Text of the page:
Tympanoplasty refers to the surgical procedure for reconstructing a perforated or severely damaged tympanic membrane (eardrum). Sometimes this procedure also includes reconstructing the ossicles; the bones behind the ear drum that conduct sound into the inner ear. The tympanic membrane of the ear is a three-layer structure. The outer and inner layers consist of epithelium cells, while the middle layer is tough fibrous tissue. Perforations occur as a result of defects in the middle layer, which weaken the drum. Small sudden perforations usually heal quickly. However, if the tear is large, if there is poor blood supply, or if infection is present during the healing process, then the repair may be incomplete leaving a permanent hole. In such cases a tympanoplasty may be recommended.
During Tympanoplasty, a hole in the eardrum is patched using material (cartilage) that replaces the missing portion of the eardrum. The cartilage is usually taken from the outer part of the ear or other connective tissue, called fascia, and removed from underneath the skin. During the surgery, the eardrum is lifted and the material used to repair the hole is slipped behind the eardrum. The eardrum is then returned to the original position and the hole is patched from behind. The graft material is supported with packing material, which slowly dissolves. Sometimes a tympanoplasty can be performed completely through the ear canal without the need for an incision in the back of the ear. However, small ear canals, or holes that are very large or situated in a difficult location may require a larger incision made behind the ear.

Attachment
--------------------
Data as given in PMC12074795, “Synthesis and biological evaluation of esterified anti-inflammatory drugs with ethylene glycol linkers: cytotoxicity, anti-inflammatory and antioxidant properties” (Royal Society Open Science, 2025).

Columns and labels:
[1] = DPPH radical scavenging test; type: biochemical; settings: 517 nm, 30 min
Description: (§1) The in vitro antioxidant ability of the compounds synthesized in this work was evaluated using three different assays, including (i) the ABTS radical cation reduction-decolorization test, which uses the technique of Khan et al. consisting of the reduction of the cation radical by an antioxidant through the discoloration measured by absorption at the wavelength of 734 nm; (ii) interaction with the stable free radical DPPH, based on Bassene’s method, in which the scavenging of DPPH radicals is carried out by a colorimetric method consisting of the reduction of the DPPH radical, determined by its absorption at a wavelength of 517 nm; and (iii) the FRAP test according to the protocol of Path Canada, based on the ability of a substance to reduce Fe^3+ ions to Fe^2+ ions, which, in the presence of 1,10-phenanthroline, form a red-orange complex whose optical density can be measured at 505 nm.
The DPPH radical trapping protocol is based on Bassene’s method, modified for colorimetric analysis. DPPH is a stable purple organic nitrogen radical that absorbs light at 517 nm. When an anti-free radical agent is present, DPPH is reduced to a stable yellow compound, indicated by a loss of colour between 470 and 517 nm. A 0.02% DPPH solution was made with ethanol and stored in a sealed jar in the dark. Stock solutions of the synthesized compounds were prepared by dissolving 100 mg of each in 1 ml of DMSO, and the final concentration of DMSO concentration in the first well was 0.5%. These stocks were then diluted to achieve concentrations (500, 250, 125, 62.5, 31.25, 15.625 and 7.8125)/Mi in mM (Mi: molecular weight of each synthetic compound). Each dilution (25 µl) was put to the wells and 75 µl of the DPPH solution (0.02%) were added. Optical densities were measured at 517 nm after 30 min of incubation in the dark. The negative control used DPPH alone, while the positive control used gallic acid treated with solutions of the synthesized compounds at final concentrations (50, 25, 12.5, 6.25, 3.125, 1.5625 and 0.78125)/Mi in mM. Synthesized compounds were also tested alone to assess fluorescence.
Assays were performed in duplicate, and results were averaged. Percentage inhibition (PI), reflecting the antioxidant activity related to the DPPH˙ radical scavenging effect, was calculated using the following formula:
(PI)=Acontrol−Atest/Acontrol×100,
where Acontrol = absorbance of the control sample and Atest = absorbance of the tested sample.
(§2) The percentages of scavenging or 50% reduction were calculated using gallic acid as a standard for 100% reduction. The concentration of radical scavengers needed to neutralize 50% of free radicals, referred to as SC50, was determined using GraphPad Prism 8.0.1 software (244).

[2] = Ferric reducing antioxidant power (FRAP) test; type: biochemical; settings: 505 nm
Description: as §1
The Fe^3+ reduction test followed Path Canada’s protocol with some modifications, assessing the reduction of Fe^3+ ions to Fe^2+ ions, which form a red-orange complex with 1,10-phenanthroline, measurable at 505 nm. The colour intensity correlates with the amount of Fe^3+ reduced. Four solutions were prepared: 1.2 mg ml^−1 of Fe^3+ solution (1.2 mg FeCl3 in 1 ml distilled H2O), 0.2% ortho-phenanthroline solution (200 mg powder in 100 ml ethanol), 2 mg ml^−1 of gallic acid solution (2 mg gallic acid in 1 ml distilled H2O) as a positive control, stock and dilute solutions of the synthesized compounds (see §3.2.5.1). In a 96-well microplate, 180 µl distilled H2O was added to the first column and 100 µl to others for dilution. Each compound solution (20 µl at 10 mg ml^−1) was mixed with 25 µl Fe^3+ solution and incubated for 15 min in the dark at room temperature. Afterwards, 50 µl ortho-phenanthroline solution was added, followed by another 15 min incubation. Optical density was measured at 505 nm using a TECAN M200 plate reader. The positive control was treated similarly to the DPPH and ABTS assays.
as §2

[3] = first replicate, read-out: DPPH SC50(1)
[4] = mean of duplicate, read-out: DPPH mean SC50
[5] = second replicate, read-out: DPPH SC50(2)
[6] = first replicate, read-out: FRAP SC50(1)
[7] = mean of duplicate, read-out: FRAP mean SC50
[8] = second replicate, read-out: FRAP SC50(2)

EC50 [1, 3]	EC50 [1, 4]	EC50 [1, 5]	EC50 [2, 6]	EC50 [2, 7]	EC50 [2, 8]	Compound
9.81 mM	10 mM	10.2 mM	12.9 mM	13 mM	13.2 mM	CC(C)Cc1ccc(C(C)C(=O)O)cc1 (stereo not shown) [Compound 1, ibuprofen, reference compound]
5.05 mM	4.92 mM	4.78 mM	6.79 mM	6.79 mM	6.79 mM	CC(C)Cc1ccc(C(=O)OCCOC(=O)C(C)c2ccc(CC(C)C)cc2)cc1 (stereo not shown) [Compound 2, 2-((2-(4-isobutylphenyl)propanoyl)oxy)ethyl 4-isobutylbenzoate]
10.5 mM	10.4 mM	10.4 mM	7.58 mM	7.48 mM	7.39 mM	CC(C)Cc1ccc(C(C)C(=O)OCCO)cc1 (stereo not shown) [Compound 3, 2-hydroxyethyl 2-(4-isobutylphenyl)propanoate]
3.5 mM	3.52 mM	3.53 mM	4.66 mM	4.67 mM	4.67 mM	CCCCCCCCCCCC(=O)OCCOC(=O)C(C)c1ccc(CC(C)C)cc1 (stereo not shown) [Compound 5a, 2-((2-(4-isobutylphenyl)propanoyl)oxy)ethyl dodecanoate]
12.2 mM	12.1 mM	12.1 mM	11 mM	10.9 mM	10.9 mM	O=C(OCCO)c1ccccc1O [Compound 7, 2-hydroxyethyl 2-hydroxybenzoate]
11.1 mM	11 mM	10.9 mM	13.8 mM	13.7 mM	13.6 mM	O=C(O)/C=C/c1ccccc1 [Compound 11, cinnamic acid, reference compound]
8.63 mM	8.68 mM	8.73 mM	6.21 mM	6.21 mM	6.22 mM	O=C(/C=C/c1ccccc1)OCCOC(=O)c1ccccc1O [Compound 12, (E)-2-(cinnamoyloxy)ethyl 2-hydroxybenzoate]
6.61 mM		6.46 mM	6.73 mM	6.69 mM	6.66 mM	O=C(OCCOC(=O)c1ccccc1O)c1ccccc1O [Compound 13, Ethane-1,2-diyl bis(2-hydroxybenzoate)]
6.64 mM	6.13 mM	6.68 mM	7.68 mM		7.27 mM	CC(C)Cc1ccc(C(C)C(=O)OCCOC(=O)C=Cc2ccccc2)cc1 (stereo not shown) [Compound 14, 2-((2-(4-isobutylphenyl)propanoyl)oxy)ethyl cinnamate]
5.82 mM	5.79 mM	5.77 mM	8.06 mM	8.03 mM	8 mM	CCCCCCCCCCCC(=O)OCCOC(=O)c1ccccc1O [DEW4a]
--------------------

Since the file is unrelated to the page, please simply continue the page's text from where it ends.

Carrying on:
Risks of Tympanoplasty include: bleeding, infection, hearing loss, graft failure, graft movement, temporary or permanent dizziness, persistent tympanic membrane perforation, altered taste sensation, and need for further surgery.